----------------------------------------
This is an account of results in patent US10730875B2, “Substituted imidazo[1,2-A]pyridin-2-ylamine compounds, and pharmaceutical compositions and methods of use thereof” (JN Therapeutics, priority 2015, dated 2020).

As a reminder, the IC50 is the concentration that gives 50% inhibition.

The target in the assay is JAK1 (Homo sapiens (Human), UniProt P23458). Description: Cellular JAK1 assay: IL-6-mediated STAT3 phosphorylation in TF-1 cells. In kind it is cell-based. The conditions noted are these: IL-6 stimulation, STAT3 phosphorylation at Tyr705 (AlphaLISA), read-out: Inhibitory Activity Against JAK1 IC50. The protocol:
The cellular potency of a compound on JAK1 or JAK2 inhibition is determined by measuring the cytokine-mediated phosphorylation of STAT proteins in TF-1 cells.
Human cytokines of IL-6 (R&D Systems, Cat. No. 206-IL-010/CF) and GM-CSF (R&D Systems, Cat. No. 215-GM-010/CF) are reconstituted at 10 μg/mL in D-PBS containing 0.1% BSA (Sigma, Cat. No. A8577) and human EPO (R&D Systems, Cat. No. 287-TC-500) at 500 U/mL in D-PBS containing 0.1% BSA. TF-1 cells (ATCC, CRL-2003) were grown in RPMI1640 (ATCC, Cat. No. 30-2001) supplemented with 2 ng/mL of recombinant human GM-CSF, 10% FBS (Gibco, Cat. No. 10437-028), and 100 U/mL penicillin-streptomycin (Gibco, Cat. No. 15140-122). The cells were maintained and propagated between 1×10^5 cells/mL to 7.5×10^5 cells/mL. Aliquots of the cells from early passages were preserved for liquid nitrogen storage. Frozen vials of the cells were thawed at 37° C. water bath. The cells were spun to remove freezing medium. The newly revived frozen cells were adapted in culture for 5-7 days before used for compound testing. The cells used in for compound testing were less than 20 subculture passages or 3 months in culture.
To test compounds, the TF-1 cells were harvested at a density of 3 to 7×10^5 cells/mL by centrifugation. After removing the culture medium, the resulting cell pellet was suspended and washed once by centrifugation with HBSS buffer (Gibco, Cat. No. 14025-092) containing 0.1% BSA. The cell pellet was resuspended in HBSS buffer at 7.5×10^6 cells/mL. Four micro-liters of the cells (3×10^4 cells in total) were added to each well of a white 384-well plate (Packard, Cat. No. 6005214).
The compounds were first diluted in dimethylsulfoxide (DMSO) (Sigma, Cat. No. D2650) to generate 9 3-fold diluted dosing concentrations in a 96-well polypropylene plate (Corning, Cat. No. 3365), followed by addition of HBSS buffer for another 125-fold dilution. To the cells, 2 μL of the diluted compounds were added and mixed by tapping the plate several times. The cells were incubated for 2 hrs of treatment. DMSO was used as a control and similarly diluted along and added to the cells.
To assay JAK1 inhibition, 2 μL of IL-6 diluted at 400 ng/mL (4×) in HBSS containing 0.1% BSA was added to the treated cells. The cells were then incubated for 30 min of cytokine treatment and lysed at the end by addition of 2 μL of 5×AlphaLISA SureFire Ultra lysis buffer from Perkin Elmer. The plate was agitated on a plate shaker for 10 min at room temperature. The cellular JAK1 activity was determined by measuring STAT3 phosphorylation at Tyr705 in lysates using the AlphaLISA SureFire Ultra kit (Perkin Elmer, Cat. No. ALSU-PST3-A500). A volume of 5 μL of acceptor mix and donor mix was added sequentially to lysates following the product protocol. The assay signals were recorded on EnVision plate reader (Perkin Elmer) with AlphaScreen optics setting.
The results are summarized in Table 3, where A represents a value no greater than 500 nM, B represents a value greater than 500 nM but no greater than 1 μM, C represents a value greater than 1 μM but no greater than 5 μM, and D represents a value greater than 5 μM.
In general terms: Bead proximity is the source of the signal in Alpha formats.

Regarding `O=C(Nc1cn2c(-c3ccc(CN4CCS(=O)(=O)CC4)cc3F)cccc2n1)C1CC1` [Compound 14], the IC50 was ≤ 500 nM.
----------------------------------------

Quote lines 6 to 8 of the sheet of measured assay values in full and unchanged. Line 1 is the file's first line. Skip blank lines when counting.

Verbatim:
To test compounds, the TF-1 cells were harvested at a density of 3 to 7×10^5 cells/mL by centrifugation. After removing the culture medium, the resulting cell pellet was suspended and washed once by centrifugation with HBSS buffer (Gibco, Cat. No. 14025-092) containing 0.1% BSA. The cell pellet was resuspended in HBSS buffer at 7.5×10^6 cells/mL. Four micro-liters of the cells (3×10^4 cells in total) were added to each well of a white 384-well plate (Packard, Cat. No. 6005214).
The compounds were first diluted in dimethylsulfoxide (DMSO) (Sigma, Cat. No. D2650) to generate 9 3-fold diluted dosing concentrations in a 96-well polypropylene plate (Corning, Cat. No. 3365), followed by addition of HBSS buffer for another 125-fold dilution. To the cells, 2 μL of the diluted compounds were added and mixed by tapping the plate several times. The cells were incubated for 2 hrs of treatment. DMSO was used as a control and similarly diluted along and added to the cells.
To assay JAK1 inhibition, 2 μL of IL-6 diluted at 400 ng/mL (4×) in HBSS containing 0.1% BSA was added to the treated cells. The cells were then incubated for 30 min of cytokine treatment and lysed at the end by addition of 2 μL of 5×AlphaLISA SureFire Ultra lysis buffer from Perkin Elmer. The plate was agitated on a plate shaker for 10 min at room temperature. The cellular JAK1 activity was determined by measuring STAT3 phosphorylation at Tyr705 in lysates using the AlphaLISA SureFire Ultra kit (Perkin Elmer, Cat. No. ALSU-PST3-A500). A volume of 5 μL of acceptor mix and donor mix was added sequentially to lysates following the product protocol. The assay signals were recorded on EnVision plate reader (Perkin Elmer) with AlphaScreen optics setting.